Over steaming Beghrir, hot coffee, and honeydew melon sweet enough to render a honeybee diabetic the following morning, Jack and I rehearsed our well-researched strategy for bringing home a magic carpet. After all, I did not travel to Africa in 40º weather to bring home just any old rug.

I prepared to haggle like it was a dissertation defense; I committed to memory, “How to Spot a Fake Berber Rug,” articles. I drilled myself on converting Dirhams to Euros quickly in my head during the haggling process, and polished the “qalilan” of Arabic that I think I know. I devoured 1.001 blog tales of buying a rug (a few of which did not end well.) I needed just one final piece of data (well, that and a stack of Dirhams): the “hard sell” prices on which to base my negotiation, and for those we walked over to the Ensemble Artisanal, the government-sponsored workshop where carpet weaving is learned. The Artisanal complex is pretty in its own right and worth more than the time we spent, but I was a woman on a mission now, with no time for idle shopping.

Pleased to discover that what I had learned about rug prices was within an acceptable margin of error (that being the imagined height of Tony’s raised eyebrows when I messaged him the cost), we left the Artisanal and walked confidently toward the Carpet Souk, via the Bankomat, naturally.

Rats. The Berber in the lane recognized the two of us from the afternoon before, and we were whisked inside to the back room to meet, “Mustafa,” a roundish Ali Baba-looking gentleman with turban but no pointy gold slippers, just sandals.  The room had the same aroma of one of the weaving workshops at the Artisanal, a good sign, I thought. Warm greetings were exchanged, and we were gently peppered with questions. “Where are you from?” (Always tricky. Mustafa assumed we were German, so we ran with it. In fact, not once on this holiday were we addressed as the Americans we are.) “Is this your first time in Morocco? What kind of rug are you looking for?”  And here I made the one and only rookie mistake. “A large rug,” I answered, and in the periphery could see his two attendant’s eyes twinkling over the roast lamb feast they would prepare with monies from the commission.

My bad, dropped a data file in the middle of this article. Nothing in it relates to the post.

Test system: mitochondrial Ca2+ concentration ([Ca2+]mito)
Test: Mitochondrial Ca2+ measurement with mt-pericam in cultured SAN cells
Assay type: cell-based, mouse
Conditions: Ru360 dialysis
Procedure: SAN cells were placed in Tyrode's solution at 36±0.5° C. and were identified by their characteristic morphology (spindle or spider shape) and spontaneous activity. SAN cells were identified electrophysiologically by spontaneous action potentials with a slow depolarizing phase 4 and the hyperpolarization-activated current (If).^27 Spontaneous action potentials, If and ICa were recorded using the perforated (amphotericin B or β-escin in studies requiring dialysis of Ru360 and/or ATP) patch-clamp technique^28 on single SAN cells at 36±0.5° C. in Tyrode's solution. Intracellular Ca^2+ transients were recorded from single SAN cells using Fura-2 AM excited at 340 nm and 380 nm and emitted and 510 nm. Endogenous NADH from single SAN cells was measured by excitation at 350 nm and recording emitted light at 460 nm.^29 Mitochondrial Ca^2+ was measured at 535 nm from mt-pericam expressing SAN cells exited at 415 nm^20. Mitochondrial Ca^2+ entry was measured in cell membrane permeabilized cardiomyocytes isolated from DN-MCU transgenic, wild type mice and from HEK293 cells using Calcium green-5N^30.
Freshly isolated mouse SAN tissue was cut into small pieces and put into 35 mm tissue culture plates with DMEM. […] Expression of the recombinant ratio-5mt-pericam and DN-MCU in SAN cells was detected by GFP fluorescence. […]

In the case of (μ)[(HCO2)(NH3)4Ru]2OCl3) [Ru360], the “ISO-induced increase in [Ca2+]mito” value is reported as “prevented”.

Mustafa ushered us to comfy seats and asked my color preferences, waving to one attendant and then the other to unfold rugs before me.  Jack and I had rehearsed our spiel well, and the decision about an hour later came down to two rugs the attendants patiently held up for me to examine. Then the real business began. Mustafa offered the predictable exaggerated price, complete with stories of how his grandmother’s tears had helped to dye the wool. I countered with how much I loved the rug in my heart, but not so much in my pocketbook, and offered the expected lower price. The faux shock-and-outrage went back and forth. I held my ground and Mustafa eventually relented. We shook hands and the adrenaline rush hit me: I JUST BOUGHT A RUG IN MARRAKESH!

Perhaps it was the adrenaline, or perhaps hiding Durhams in every zippered compartment of my pocketbook and tote was not the most brilliant of ideas, but when I stepped aside to count my cash, I had come up short!  I slipped Jack my Bankomat card and told him to make haste. Suddenly Mustafa looked alarmed and asked to where he was going. I replied, “Oh, just to get some air. He is a little bored.”  But Mustafa thought Jack was up to something and ran out of the shop after him! I will write that a 20-something in Bermuda shorts is faster on the move than a pudgy Ali Baba in a long robe and sandals, and the chase ended quickly.  Within this amusing interval I recounted my Dirhams and found that I had what I needed, thankfully. By the time Jack had returned from “catching some fresh air,” Mustafa’s attendants folded the rug and had hand-sewn a burlap-type cover over my one (and only) Moroccan souvenir, even adding a handle.

The Dirhams were handed over. Hands were shaken.  I had just bought a rug in Marrakesh. And even Clayton Theodore approves!